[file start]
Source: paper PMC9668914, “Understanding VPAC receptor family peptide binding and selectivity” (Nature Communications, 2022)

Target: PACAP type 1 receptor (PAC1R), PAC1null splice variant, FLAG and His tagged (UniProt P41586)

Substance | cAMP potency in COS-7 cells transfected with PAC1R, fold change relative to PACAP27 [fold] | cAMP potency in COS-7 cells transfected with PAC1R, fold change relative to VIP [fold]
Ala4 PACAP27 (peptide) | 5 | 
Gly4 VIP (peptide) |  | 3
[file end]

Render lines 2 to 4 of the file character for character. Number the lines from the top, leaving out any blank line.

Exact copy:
Target: PACAP type 1 receptor (PAC1R), PAC1null splice variant, FLAG and His tagged (UniProt P41586)

Substance | cAMP potency in COS-7 cells transfected with PAC1R, fold change relative to PACAP27 [fold] | cAMP potency in COS-7 cells transfected with PAC1R, fold change relative to VIP [fold]
Ala4 PACAP27 (peptide) | 5 | 